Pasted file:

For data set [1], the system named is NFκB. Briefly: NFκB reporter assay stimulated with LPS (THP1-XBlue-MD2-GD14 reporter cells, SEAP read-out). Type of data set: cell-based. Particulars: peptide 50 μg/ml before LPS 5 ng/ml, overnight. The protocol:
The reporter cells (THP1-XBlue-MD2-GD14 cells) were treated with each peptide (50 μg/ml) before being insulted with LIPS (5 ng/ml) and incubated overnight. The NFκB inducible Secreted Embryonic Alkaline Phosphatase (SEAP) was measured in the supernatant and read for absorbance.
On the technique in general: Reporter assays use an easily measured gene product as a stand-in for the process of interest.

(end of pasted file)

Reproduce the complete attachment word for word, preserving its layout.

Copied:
For data set [1], the system named is NFκB. Briefly: NFκB reporter assay stimulated with LPS (THP1-XBlue-MD2-GD14 reporter cells, SEAP read-out). Type of data set: cell-based. Particulars: peptide 50 μg/ml before LPS 5 ng/ml, overnight. The protocol:
The reporter cells (THP1-XBlue-MD2-GD14 cells) were treated with each peptide (50 μg/ml) before being insulted with LIPS (5 ng/ml) and incubated overnight. The NFκB inducible Secreted Embryonic Alkaline Phosphatase (SEAP) was measured in the supernatant and read for absorbance.
On the technique in general: Reporter assays use an easily measured gene product as a stand-in for the process of interest.